What? Potato-like in shape, Polymetallic Nodules (also known as Manganese Nodules) are typically 4–10cm in diameter and comprise primarily of manganese and iron (however, other metals have also been identified in significant quantities.) These rock concretions, millions of years in the making, are formed of concentric layers of iron and manganese hydroxides around a core.

Why? Manganese nodules generally comprise of nickel, copper, cobalt, molybdenum, among other rare earth metals. Nodules also contain traces of other commercially critical elements, namely platinum and tellurium, both used in the manufacture of advanced technological products like photovoltaic cells and catalytic converters.

Where? Nodule accumulations of commercial interest have been discovered in four geographical locations: The Clarion-Clipperton Fracture Zone (CCZ) in the north-central Pacific Ocean; the Penrhyn Basin in the south-central Pacific Ocean; the Peru Basin in the south-east Pacific; and the middle of the north Indian Ocean. In the Pacific Islands region, the manganese nodule deposits are found in high concentrations close to the Cook Islands. Other areas of note are the two eastern island groups of the Republic of Kiribati (Phoenix and Line Islands), the western Kiribati group (Gilbert Islands) and within the Exclusive Economic Zone (EEZ) of the island nations of Tuvalu and Niue.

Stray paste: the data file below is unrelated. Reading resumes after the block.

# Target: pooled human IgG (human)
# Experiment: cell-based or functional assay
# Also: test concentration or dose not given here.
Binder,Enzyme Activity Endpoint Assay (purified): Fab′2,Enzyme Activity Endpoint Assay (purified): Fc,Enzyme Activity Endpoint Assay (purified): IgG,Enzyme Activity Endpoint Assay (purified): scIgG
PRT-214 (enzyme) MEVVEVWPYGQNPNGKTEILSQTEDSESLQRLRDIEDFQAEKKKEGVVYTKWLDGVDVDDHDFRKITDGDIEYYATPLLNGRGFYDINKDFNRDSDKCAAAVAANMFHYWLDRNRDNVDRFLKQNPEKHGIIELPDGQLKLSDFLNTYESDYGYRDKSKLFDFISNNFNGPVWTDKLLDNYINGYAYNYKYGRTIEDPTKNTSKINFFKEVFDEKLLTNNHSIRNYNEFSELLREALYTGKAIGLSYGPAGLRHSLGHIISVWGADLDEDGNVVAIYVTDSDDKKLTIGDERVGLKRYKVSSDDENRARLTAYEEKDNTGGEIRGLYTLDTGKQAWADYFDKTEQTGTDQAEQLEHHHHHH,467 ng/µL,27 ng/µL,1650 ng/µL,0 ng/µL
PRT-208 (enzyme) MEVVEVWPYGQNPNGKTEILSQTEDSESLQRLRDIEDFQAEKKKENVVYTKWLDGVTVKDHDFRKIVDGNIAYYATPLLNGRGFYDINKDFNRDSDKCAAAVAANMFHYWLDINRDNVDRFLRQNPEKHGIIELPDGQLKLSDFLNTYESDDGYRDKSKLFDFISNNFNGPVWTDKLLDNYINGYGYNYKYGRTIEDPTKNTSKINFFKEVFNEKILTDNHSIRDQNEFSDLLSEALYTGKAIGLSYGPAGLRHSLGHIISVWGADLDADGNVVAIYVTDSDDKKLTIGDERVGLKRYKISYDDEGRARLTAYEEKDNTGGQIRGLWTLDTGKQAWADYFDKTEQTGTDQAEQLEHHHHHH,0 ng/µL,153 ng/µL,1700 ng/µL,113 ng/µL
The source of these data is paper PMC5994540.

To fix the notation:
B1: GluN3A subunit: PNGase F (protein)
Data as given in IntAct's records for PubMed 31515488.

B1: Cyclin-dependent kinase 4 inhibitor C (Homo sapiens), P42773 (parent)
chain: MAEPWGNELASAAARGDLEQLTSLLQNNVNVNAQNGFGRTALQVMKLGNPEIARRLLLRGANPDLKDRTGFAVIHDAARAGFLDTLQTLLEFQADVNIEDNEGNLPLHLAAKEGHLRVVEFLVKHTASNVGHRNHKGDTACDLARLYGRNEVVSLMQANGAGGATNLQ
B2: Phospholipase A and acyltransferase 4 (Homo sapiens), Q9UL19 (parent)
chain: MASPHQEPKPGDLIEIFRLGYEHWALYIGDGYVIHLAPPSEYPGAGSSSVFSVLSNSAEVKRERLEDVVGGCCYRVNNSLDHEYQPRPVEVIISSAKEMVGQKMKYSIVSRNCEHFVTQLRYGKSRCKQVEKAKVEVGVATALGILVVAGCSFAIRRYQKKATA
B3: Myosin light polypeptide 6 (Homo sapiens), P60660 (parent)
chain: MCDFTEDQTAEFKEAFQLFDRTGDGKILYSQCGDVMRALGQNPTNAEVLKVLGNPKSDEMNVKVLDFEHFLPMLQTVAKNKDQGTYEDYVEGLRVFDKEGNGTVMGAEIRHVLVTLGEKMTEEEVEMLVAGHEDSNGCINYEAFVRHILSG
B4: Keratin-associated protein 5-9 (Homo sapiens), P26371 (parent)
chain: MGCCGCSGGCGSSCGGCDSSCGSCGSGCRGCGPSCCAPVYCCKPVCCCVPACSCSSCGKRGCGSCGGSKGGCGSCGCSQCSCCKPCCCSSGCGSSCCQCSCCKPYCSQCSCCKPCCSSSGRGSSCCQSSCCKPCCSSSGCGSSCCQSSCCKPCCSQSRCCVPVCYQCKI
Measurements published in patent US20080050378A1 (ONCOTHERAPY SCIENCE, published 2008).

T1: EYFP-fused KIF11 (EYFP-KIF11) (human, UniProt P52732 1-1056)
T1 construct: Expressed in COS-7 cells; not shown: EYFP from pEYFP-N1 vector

Cobalt-Rich Crusts at Seamounts

What? Cobalt-rich crusts are rock-hard, metallic layers that form on the flanks and summits of submarine volcanoes, also known as seamounts. These crusts, which have been found to be up to 25 centimeters in thickness, are the result of minerals precipitating out of sea-water. As with manganese nodules, deposition occurs very slowly—crusts are estimated to grow by one to five millimeters every million years.

Why? Cobalt-rich crusts contain manganese, iron and a wide array of trace metals, such as cobalt, copper, nickel, and platinum. However, mining cobalt-rich crusts is more technologically challenging than harvesting nodules from abyssal plains because the crusts are attached to rock substrates.

Cobalt is of particular commercial interest as the metal is used to make superalloys used to power jet aircraft engines and high-power batteries.

Where? In recent years, the most promising mining areas discovered have been the Central and Eastern Manus Basin around Papua New Guinea and the crater of Conical Seamount, to the east. These locations have shown substantial gold traces in the area's sulfide deposits. The relatively shallow water depth of (1050m) paired with the proximity to a gold processing plant makes this an exceptional mining site.

Seafloor Massive Sulfides at Hydrothermal Vents

What? Seafloor massive sulfides (SMS) are deposits that form around active and inactive hydrothermal vents along oceanic ridges. Hydrothermal vents are found at depths of 1,000–4,000m and are characterized by temperatures up to 400°C and high acidity (pH 2–3.)

Why? SMSs have a high sulfide content but are also rich in copper, gold, zinc, lead, barium, and silver.